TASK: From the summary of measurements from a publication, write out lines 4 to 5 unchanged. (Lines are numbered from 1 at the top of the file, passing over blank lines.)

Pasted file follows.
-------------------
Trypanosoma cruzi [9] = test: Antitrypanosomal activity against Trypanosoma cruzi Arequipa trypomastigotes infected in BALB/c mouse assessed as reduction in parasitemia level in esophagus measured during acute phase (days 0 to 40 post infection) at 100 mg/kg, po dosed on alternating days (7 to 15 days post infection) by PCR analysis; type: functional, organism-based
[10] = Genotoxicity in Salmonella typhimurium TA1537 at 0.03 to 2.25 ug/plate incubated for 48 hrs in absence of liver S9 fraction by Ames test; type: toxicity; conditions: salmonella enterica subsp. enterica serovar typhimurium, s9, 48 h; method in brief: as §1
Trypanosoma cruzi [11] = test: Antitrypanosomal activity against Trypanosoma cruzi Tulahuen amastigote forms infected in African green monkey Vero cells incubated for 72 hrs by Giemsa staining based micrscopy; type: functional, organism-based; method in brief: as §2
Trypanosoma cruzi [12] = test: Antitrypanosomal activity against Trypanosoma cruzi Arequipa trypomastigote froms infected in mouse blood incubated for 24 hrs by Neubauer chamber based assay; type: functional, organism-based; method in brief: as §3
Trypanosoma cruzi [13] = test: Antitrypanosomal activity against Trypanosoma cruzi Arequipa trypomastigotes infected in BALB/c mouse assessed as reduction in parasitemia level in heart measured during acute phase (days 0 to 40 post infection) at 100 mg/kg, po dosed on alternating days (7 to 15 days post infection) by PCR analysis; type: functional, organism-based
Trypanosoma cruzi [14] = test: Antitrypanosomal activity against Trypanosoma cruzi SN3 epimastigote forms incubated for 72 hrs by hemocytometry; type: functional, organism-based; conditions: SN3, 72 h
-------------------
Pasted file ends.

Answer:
Trypanosoma cruzi [12] = test: Antitrypanosomal activity against Trypanosoma cruzi Arequipa trypomastigote froms infected in mouse blood incubated for 24 hrs by Neubauer chamber based assay; type: functional, organism-based; method in brief: as §3
Trypanosoma cruzi [13] = test: Antitrypanosomal activity against Trypanosoma cruzi Arequipa trypomastigotes infected in BALB/c mouse assessed as reduction in parasitemia level in heart measured during acute phase (days 0 to 40 post infection) at 100 mg/kg, po dosed on alternating days (7 to 15 days post infection) by PCR analysis; type: functional, organism-based